Your guide plucks something white and sugary-looking off a leaf and explains how lerp insects exude this sweet substance, used by Aboriginal people as a bush snack. He asks if anyone wants a taste and your kids eagerly dive forward. As they eat the bush tucker, you marvel how far this is from the processed food they demand at home. Next, they breathe in the scent of the fruit-salad bush, the leaves of which can be used for perfume. This park is a wonderful showcase for the diversity and special characteristics of desert flora and fauna.
■ The ranger talks and tours – if possible call ahead to find out the schedule for the day.
■ The Nature Theatre presentations, held twice daily, where free-flying birds of prey come in for a feed and demonstrate their natural survival skills. You might even see one of them crack open an emu egg with a stick and drink the contents!
■ Tasting food on the Aboriginal bush foods talk.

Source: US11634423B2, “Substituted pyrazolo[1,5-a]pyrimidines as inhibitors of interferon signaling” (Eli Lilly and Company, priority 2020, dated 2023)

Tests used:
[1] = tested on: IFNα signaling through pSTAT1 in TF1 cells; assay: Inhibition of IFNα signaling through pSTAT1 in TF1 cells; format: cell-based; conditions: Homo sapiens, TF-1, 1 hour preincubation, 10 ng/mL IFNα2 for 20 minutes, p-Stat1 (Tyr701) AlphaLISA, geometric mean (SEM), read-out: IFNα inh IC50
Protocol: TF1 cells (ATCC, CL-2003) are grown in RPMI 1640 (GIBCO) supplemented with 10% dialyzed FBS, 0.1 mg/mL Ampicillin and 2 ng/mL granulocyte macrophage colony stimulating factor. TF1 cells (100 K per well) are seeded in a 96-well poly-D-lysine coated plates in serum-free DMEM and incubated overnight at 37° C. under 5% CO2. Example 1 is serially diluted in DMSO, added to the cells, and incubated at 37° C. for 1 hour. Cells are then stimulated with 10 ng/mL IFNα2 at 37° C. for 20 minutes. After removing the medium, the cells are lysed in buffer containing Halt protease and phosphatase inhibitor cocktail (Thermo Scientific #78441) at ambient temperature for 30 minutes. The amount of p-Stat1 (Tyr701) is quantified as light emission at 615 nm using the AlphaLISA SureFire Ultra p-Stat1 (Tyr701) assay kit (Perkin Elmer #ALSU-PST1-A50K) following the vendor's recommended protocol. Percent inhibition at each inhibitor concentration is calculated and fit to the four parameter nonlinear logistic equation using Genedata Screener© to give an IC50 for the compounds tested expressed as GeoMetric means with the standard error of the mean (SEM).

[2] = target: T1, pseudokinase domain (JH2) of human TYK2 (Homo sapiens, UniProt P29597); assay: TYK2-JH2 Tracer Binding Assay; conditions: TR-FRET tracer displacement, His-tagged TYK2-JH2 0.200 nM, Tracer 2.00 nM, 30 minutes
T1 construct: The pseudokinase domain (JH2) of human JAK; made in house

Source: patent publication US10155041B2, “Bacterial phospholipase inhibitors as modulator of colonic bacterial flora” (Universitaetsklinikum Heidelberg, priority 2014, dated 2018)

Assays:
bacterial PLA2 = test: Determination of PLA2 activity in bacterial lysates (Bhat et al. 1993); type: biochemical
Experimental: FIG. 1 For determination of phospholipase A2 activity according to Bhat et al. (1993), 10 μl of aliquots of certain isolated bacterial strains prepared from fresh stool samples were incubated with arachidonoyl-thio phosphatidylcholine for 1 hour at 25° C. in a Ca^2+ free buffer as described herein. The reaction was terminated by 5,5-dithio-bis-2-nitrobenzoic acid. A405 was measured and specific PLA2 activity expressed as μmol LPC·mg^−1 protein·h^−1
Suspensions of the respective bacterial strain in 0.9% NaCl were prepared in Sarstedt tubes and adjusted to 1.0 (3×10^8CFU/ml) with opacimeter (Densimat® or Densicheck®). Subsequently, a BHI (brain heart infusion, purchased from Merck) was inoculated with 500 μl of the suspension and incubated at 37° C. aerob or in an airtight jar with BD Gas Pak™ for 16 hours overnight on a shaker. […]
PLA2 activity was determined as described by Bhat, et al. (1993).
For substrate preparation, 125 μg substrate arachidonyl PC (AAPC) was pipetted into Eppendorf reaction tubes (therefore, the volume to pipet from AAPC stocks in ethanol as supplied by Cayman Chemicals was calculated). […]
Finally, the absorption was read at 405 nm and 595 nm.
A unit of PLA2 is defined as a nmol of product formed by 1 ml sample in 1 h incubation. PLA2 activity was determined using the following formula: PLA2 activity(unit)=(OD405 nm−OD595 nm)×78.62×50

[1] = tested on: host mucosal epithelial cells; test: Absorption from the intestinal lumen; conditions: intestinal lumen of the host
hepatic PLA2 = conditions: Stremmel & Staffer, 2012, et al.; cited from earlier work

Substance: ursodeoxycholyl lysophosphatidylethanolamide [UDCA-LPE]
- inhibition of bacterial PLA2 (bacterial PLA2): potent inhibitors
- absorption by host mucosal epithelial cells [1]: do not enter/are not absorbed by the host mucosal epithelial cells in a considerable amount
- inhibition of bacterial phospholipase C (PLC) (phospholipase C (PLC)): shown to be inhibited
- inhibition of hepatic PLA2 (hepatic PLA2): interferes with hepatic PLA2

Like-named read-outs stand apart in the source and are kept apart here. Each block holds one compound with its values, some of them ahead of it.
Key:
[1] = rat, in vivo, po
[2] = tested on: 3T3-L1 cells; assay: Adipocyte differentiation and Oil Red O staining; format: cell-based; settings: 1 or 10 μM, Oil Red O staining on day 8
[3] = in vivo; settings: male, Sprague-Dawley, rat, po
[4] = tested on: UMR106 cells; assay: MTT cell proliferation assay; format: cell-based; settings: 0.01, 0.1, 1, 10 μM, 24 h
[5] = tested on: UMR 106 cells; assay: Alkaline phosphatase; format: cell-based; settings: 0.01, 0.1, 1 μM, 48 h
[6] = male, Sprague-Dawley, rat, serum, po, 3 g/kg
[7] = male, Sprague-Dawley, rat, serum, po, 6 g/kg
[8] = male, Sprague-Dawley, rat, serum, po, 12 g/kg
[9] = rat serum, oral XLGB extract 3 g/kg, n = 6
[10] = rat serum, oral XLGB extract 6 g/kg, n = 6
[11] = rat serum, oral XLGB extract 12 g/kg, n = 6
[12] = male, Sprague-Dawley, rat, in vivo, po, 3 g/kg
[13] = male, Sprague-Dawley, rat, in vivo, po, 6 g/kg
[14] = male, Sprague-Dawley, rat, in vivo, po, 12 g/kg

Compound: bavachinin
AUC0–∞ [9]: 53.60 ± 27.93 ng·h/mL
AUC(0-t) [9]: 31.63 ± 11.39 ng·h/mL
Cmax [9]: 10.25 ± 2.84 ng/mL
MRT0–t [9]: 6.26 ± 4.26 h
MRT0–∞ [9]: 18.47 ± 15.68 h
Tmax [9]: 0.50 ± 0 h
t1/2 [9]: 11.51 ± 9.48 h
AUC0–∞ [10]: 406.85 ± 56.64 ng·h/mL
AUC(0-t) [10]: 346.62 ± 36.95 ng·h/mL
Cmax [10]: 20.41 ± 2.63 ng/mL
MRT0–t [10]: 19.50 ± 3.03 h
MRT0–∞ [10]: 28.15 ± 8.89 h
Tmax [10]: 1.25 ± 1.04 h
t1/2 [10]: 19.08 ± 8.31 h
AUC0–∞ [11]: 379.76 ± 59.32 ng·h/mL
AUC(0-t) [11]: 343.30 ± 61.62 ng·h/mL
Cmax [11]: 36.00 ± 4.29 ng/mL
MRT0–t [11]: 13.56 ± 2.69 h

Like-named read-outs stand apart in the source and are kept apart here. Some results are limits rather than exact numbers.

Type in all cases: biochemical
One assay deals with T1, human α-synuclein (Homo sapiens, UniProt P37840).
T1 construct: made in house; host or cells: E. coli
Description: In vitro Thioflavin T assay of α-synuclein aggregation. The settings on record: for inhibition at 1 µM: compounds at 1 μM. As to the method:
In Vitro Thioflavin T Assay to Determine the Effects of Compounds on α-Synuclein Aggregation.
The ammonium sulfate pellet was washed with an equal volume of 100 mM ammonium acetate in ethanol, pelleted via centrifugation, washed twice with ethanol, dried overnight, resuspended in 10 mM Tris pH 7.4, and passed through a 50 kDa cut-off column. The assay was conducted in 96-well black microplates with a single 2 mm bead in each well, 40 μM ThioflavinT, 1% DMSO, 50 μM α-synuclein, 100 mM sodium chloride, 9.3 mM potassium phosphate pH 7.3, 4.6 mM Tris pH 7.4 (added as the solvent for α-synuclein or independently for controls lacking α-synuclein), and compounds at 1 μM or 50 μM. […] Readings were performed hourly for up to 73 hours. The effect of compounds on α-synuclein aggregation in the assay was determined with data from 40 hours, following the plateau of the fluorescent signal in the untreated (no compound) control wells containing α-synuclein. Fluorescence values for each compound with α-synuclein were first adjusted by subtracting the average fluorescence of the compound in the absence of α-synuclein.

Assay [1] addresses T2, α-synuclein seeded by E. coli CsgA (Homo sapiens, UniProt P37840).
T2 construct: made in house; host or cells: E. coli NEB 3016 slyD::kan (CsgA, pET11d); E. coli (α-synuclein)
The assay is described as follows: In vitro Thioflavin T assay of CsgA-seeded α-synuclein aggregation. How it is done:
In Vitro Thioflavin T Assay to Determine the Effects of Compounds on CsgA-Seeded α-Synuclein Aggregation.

■ The nocturnal mammal house where you can see unusual animals such as the bilby and quoll.
■ The early-morning guided birdwatching tours. The tours operate twice a week and binoculars are provided.
■ The Changing Heart movie, which screens on the hour and explains desert evolution.
One of the animals you can see in Alice Springs Desert Park is the mala. This is a small, rabbit-sized wallaby with very shaggy fur. Mala were virtually extinct in mainland Australia, but a successful breeding program is being undertaken here.
■ Allow at least three hours for your visit.
■ The park is divided into different regions so you actually walk through and experience woodland habitat, sand country and a desert river region.
■ Birds and some mammals of the regions are displayed either in walk-through aviaries or behind large windows.
■ Park maps in Chinese, Japanese, French, German and Italian can be downloaded from the website.
■ Audio guides are available in English, Japanese, French and German.
■ There is an air-conditioned cafe in the courtyard.
■ Make sure you carry water, but if you need an extra drink, there are coin-operated drink machines and water drinking fountains around the park.
■ There is a picnic area with barbecues.
■ Strollers can be borrowed (no cost) from the main courtyard area.
■ Nocturnal spotlighting tours (extra cost) are offered every weeknight, sometimes followed by a barbecue dinner.